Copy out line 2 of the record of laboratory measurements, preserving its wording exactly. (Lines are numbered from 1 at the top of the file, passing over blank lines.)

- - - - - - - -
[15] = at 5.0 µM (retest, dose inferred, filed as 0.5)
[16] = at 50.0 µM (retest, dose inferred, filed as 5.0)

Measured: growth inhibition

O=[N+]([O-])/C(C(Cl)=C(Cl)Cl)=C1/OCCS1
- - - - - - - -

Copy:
[16] = at 50.0 µM (retest, dose inferred, filed as 5.0)